*** No "yokin' around!"

--- When two animals are in a yoke they are connected to one another to pull a plow. The animals are under submission and working hard.

--- Verse 28 makes it clear, ALL can come to Jesus and be saved. The invitation remains open, even for those who had initially rejected Jesus.

--- In the old law, the yoke on the people was difficult. It was a legalistic society where works counted more than faith. The demands of the scribes and the Pharisees went far beyond the demands of God. When the law was said to be the way to salvation is was a “yoke of slavery” (Galatians 5:1).

--- Peter captured the contrast well in his address to the leaders of the Jerusalem church on the occasion of their debate about whether to impose circumcision, and thus the law, on Gentiles in order to consider them truly Christian. Peter asked, “why are you testing God by putting a yoke on the disciples’ necks that neither our ancestors nor we have been able to bear? On the contrary, we believe we are saved through the grace of the Lord Jesus in the same way they are” (Acts 15:10-11).

--- Under Jesus, He bears our burdens and provides rest for the stresses that weigh us down. There are still demands on us as Christians, but we have assurance that we have found the Living Water and the Bread of Life. (Bro. Joseph)

--- The “wise and learned,” however, would likely cling arrogantly to the belief that they could figure it out for themselves.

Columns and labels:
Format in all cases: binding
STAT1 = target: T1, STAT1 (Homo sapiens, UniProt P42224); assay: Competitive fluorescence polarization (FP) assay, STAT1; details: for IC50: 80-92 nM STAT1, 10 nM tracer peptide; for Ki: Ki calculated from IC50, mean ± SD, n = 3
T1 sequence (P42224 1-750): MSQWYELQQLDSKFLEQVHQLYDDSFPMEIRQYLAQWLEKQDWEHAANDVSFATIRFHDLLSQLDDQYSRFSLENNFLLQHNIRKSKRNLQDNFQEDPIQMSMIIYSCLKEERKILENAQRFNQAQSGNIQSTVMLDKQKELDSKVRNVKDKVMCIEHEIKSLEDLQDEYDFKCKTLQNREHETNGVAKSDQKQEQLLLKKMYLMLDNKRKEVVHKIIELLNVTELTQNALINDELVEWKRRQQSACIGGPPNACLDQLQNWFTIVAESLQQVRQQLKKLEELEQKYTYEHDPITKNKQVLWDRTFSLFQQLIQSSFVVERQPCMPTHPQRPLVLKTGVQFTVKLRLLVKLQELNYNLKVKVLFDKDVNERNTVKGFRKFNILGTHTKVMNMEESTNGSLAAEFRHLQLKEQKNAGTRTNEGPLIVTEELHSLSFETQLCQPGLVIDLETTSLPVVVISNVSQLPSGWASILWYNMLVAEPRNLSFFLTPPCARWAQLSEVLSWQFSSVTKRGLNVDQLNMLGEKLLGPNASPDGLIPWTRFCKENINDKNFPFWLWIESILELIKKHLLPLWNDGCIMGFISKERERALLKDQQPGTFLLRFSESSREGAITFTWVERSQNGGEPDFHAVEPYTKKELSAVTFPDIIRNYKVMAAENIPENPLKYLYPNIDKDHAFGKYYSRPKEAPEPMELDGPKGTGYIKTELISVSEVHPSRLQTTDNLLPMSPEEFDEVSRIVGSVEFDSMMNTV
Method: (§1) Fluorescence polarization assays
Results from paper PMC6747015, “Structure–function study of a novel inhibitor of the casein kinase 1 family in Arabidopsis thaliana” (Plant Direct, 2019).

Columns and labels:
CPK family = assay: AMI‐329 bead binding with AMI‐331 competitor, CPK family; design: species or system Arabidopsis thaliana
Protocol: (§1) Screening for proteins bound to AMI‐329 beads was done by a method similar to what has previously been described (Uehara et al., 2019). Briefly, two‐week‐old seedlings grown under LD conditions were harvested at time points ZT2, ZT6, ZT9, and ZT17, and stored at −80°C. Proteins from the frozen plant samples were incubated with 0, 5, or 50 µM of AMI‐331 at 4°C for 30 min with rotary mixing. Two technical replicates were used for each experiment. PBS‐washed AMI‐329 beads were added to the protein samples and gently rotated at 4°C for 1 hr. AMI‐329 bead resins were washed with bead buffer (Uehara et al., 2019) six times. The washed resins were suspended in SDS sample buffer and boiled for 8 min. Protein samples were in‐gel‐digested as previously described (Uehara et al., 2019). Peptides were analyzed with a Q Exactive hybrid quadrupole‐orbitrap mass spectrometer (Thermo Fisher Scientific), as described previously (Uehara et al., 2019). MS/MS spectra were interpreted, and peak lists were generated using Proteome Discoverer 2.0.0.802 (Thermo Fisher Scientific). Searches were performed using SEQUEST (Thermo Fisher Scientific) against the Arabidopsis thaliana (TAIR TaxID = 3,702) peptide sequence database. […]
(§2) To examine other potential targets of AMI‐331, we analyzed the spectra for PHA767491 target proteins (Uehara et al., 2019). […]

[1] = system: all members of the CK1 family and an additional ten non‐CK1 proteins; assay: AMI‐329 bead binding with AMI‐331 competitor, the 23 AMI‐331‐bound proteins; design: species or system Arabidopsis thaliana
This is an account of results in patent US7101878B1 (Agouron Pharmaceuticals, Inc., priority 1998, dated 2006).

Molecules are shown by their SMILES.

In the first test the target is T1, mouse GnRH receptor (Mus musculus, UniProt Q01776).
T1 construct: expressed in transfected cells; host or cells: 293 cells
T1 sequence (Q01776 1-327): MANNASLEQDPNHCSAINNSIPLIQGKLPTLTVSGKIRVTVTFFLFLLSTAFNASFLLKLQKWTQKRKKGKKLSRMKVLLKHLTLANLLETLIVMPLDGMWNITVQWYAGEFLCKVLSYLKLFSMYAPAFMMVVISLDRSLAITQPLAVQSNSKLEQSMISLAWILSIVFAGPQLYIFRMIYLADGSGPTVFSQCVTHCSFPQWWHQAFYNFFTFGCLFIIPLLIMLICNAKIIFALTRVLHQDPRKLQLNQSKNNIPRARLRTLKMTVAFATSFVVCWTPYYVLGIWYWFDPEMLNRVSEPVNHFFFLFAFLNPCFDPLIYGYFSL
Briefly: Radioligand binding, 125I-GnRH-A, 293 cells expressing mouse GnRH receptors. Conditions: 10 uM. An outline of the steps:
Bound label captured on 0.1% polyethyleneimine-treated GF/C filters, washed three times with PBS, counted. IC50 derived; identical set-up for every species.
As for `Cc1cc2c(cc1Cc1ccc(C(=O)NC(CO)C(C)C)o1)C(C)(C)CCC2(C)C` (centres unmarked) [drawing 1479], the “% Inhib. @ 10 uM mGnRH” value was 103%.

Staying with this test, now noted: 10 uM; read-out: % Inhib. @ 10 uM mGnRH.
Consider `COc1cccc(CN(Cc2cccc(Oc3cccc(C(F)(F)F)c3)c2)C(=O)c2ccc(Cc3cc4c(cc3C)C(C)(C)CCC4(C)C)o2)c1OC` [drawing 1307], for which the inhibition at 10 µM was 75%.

*** Question - Jesus promises that following Him is a life of rest, serving Him is an easy yoke, and bearing His burden is light. What evidence do you see in your life that you have come to Jesus and are experiencing rest?


Greek mythology tells the story of Sisyphus, the king of Ephyra, or Corinth. Sisyphus had gained a reputation as a dishonest, crafty, and deceitful man. To punish him, the gods sentenced him to roll a boulder up a hill for all eternity, without ever having the ability to reach the top. Just as he would almost reach the top, the boulder would roll backwards, and he would have to start all over again. His curse was to spend eternity expending his efforts on a useless task, being forever frustrated in the process.

The fate of those who try to earn their salvation is much the same, and this was one of the major problems with Judaism. Keeping the law to the point of perfection, to the point that one could make oneself acceptable to God, was impossible. And yet for the Jews of Jesus’ day, this was what was prescribed. It was a heavy burden, one that would wear them out emotionally and spiritually.

Jesus came to set us free from that impossible burden. He came to offer us rest from trying to do the impossible. Only He could do that which was impossible for us to do. In Matthew 11, He offers us that rest.

*** Note the various ways that people responded to Jesus. Some doubted Him, others were unresponsive, and still others drew near to Him. We should not be surprised when people respond in similar ways today.

*** You cannot outsmart God, and you can never do enough works to earn salvation which comes through grace alone.

*** Have you found rest in Jesus? Are you willing to be yoked to Him, to learn from Him, and to walk with Him today?